As the political fallout and the ensuing hostility between Jacob Zuma and Julius Malema culminated in the latter’s expulsion from the African National Congress (ANC); the ANCYL; the ruling party’s youth formation; which Malema lead, found itself in a political quandary.
Initially the youth formation seemed to rally behind its disgraced leader who many; regardless; still considered him president of the then embattled league in defiance to the matching orders issued against him by the mother body.
However the camaraderie was not to last, what transpired in the following weeks was captured aptly by Mark Twain when he said: “Principles have no real force except when one is well-fed”. Chinks began to appear on the solidarity armour as comrades jostled to fill the power vacuum.
Zuma, who has until then taken the onslaught directed at him with equanimity; capitalised on the resultant confusion to quell the menace that has for months tormented him. In a true Stalinist style; the ANC president condemned the renegade outfit to a political re-education camp. A few months later, the re-educated outfit, a hollow shell of its former self, was re-introduced into the political theatre.
The once vibrant and militant organisation was reduced to a yapping lapdog, eager to please its new master and hence the resultant fawning obsequiousness by its baby-sitting leadership.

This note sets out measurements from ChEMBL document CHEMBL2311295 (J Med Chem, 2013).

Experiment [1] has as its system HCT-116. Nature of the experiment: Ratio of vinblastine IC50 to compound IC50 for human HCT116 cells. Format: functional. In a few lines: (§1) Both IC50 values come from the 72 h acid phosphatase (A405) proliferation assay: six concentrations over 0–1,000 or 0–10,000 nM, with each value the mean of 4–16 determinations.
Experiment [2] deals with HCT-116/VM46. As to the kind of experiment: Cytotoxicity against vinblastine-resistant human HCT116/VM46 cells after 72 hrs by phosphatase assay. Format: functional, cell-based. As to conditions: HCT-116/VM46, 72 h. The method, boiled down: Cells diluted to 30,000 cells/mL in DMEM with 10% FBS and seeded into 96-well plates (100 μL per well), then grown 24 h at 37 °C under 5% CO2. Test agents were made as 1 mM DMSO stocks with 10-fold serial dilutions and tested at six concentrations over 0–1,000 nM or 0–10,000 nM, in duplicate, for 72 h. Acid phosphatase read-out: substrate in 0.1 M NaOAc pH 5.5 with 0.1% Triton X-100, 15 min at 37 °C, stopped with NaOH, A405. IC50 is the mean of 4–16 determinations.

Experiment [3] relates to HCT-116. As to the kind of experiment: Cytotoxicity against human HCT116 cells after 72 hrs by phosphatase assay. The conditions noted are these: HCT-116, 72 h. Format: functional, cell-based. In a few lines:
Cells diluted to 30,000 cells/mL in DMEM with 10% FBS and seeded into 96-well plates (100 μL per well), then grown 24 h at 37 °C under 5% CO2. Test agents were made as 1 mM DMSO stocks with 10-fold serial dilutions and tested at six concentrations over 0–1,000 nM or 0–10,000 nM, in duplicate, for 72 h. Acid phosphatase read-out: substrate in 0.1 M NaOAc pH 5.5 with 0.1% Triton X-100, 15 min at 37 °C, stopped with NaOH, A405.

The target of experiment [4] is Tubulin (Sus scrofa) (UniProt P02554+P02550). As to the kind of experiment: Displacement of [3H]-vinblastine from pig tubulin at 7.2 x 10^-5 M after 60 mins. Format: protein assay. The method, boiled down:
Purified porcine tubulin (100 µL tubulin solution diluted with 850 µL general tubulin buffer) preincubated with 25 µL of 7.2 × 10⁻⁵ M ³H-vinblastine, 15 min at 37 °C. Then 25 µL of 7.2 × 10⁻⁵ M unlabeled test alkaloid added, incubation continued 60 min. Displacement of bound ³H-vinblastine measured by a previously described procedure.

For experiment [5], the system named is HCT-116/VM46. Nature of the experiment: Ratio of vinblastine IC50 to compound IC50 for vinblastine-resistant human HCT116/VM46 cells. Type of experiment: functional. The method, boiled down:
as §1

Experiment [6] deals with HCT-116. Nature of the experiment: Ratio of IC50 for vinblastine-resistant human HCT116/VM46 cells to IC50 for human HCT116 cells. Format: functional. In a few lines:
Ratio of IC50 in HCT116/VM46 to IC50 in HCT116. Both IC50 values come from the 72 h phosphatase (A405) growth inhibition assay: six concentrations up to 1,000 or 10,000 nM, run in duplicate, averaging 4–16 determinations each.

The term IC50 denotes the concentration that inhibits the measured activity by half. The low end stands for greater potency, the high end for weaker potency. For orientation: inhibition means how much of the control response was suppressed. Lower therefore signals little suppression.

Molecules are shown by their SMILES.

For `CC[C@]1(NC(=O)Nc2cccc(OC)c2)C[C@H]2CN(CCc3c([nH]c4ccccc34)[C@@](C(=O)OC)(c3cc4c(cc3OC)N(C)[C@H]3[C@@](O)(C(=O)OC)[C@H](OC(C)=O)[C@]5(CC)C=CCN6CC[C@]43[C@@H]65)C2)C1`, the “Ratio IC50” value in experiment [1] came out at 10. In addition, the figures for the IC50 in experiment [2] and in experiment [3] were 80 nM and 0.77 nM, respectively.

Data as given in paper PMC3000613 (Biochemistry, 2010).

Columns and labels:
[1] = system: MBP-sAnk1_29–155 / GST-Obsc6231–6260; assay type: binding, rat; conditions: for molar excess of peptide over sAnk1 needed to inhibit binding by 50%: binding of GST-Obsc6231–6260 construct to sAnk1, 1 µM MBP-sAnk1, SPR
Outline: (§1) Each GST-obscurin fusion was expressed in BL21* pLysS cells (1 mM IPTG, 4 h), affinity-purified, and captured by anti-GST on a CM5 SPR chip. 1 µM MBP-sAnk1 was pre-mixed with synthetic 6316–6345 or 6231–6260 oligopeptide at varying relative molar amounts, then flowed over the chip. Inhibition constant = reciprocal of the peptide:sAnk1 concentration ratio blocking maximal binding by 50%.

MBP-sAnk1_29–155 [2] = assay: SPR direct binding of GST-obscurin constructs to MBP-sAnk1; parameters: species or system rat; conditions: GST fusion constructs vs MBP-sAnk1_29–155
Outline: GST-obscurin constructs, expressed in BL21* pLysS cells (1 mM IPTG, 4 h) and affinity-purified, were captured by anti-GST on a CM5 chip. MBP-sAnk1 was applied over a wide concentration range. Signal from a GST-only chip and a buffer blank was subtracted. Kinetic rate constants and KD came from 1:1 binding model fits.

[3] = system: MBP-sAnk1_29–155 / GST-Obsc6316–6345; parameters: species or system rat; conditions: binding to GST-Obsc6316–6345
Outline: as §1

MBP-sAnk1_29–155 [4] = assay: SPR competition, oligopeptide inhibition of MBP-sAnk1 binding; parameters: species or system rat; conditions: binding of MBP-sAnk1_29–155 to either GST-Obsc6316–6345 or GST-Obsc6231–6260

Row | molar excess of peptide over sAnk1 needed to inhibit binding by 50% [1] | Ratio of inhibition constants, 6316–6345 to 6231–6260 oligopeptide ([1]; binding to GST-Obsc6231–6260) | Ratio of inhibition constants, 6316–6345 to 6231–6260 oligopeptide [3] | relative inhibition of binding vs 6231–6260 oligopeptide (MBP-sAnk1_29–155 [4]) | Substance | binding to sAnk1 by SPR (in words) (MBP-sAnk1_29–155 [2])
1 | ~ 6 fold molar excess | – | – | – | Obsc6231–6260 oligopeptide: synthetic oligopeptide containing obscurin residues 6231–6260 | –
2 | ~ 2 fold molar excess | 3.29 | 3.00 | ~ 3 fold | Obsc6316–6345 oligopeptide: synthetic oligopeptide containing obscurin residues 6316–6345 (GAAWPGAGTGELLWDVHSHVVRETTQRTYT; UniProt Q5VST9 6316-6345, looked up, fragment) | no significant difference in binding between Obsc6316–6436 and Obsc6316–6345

It is then not surprising that in the aftermath of the storm created by the release of the now infamous Nkandla report; with opposition parties taking pot shots at Zuma; the lapdog had to come to its master’s defence if only to reaffirm its allegiance.
The ANCYL and its uncouth, lesser-known sidekick, Congress of South African Students (Cosas), having failed to read the voluminous public protector report thereby lacking in facts to interrogate her findings opted to instead remark on her aesthetic value.
The jury is out on whether the failure to read the report was due to an aversion by the ‘student’ congress to the written word or the lack of zeal to read 1000+ pages.
Cosas secretary-general Tshiamo Tsotetsi labelled Madonsela "that woman with the big, ugly nose" at a gathering near Brits.
The public protector as it is to be expected is not without her share of detractors, and most have shied away from attacking her person, though there has been some snide remarks made about her wig. At first glance the ‘nose’ remark seems to be nothing but the reckless aftermath of an extemporising speaker.
However the choice of the olfactory organ for ridicule cannot be dismissed as accidental given its main function and the context of the subject at hand.
The public protector; blessed or cursed with a big and ugly nose was able to pick up a rather rancid odour emanating from a feeding trough; with Zuma and his lieutenants, deep to the neck, munching away the spoils of corruption.
The duo was not just making a foolhardy remark; they were making a serious statement. The big and ugly nose of the public protector is causing their master sleepless nights.